Toxic algal bloom induced by ocean acidification disrupts the pelagic food web

Ocean acidification, the change in seawater carbonate chemistry due to the uptake of anthropogenic CO2, affects the physiology of marine organisms in multiple ways1. Diverse competitive and trophic interactions transform the metabolic responses to changes in community composition, seasonal succession and potentially geographical distribution of species. The health of ocean ecosystems depends on whether basic biotic functions are maintained, ecosystem engineers and keystone species are retained, and the spread of nuisance species is avoided2. Here, we show in a field experiment that the toxic microalga Vicicitus globosus has a selective advantage under ocean acidification, increasing its abundance in natural plankton communities at CO2 levels higher than 600 µatm and developing blooms above 800 µatm CO2. The mass development of V. globosus has had a dramatic impact on the plankton community, preventing the development of the micro- and mesozooplankton communities, thereby disrupting trophic transfer of primary produced organic matter. This has prolonged the residence of particulate matter in the water column and caused a strong decline in export flux. Considering its wide geographical distribution and confirmed role in fish kills3, the proliferation of V. globosus under the IPCC4 CO2 emission representative concentration pathway (RCP4.5 to RCP8.5) scenarios may pose an emergent threat to coastal communities, aquaculture and fisheries.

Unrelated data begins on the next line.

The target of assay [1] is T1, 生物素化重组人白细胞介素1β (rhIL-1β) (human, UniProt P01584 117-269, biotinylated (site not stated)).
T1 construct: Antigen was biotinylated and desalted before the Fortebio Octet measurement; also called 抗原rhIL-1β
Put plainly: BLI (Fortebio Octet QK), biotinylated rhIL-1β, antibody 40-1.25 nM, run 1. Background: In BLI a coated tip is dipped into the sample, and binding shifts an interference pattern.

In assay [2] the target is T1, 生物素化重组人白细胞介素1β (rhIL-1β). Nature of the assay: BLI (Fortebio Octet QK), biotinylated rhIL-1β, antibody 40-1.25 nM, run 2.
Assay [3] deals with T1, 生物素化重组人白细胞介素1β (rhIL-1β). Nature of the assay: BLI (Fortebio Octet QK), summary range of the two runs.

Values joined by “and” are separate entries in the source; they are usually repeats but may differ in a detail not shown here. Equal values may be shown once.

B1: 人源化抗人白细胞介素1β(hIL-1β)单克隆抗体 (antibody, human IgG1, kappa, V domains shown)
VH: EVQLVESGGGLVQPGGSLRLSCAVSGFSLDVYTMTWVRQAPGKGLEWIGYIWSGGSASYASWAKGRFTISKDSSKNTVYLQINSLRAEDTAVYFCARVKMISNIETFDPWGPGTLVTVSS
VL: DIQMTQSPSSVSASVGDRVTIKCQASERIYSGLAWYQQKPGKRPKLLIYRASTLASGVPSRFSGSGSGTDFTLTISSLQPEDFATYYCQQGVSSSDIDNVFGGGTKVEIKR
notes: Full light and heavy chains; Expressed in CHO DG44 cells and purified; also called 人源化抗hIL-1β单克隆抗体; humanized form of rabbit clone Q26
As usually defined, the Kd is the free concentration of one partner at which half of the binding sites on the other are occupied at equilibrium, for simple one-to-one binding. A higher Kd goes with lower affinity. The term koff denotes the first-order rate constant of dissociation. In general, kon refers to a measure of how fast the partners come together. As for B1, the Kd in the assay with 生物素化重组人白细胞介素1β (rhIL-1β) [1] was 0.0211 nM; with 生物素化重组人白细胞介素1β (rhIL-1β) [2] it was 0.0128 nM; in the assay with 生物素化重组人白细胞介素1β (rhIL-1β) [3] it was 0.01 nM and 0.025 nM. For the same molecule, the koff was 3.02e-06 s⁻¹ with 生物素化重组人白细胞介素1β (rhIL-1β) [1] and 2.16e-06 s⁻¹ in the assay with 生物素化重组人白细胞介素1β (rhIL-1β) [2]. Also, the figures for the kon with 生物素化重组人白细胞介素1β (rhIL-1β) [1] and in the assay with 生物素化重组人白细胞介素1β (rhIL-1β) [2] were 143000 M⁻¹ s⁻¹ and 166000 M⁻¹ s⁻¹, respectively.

Continue reading ‘Toxic algal bloom induced by ocean acidification disrupts the pelagic food web’


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Ocean acidification in the IPCC AR5 WG II